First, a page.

I'm starting to study Thermodynamics and I'm pretty confused about what a thermodynamic system really is. When studying mechanics we focus our attention on systems of particles. So when we talk about systems of particles we know what is it all about, a collection of some particles in space subject (or not) to a collection of constraints.
When we study fluids, for example, the fluid is still a system of particles, each particle being a molecule of the fluid. But now this description is too messy to work with, so we use the continuum approximation. Anyway, again we have a system of particles in some region in space.
Now, in Thermodynamics, what is a thermodynamic system? Texts usually talk about "pressure" and "volume" like if it were a fluid, but certainly Thermodynamics is much more general than just fluids. Wikipedia's page says the following:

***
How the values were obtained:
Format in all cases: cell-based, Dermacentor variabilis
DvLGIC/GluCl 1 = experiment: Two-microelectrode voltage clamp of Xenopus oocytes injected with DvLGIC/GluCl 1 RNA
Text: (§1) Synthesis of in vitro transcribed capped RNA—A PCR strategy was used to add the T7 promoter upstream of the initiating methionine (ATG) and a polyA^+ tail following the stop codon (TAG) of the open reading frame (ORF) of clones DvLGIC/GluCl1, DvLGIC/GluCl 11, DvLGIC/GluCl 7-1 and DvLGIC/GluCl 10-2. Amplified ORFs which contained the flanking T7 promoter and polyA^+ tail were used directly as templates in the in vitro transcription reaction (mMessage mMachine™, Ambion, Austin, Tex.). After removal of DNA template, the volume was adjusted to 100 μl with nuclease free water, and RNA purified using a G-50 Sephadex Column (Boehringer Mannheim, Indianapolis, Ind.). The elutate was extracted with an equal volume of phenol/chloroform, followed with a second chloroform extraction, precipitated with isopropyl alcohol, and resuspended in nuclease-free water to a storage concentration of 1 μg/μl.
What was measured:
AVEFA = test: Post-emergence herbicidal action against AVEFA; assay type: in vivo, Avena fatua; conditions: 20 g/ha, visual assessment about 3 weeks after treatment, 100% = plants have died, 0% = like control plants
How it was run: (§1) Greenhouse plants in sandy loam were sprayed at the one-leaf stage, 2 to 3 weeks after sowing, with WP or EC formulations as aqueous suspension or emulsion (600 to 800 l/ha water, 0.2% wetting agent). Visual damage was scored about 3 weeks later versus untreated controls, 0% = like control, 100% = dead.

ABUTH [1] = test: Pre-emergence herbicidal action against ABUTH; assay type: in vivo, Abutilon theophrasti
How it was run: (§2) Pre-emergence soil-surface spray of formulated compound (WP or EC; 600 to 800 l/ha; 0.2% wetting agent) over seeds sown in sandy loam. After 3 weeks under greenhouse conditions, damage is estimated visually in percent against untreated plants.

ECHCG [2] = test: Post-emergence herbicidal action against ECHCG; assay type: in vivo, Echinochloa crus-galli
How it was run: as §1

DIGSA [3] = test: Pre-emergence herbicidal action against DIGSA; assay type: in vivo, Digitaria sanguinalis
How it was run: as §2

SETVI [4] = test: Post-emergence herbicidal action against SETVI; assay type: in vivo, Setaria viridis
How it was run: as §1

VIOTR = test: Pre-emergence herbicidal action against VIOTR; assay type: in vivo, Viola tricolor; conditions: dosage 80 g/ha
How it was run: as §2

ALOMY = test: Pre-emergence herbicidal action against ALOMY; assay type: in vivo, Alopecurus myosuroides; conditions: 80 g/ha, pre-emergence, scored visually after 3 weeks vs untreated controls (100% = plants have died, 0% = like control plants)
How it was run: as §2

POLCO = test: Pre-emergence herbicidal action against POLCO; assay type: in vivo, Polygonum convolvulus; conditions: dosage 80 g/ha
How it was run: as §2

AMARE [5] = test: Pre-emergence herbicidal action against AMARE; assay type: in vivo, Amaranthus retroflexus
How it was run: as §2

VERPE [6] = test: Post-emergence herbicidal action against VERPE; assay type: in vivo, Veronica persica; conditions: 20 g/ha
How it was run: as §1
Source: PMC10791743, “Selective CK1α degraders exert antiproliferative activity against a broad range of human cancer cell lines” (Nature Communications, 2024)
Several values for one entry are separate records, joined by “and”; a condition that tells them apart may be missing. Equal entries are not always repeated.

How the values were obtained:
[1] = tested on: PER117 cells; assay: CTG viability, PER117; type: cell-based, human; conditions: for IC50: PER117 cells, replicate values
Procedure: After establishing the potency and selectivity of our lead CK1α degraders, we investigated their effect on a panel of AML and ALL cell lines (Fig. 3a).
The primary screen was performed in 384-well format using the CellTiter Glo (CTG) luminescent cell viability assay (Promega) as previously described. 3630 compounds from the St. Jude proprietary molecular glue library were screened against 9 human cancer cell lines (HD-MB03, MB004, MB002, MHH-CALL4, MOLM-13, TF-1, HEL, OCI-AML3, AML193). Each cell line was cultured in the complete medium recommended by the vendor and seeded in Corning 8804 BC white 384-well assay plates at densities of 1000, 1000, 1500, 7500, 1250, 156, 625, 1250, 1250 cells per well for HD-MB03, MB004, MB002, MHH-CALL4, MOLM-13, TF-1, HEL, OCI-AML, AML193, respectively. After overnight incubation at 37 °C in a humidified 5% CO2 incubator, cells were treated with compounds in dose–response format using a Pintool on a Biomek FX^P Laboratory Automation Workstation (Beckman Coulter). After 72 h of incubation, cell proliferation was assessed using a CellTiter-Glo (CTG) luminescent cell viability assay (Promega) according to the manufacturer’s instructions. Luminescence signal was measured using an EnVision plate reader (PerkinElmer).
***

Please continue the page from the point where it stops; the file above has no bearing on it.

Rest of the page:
A thermodynamic system is a macroscopic volume in space, the adventures of which are to be studied according to the principles of thermodynamics, along with its walls and surroundings. Not just any physical system is a thermodynamic system, but only those that can be adequately described by thermodynamic variables, such as temperature, entropy, internal energy, and pressure.
So a thermodynamic system is just a system of lots of molecules of some substance with the continuum assumptions we make in fluid mechanics? What really is the definition of a thermodynamic system and what's the motivation behind the definition?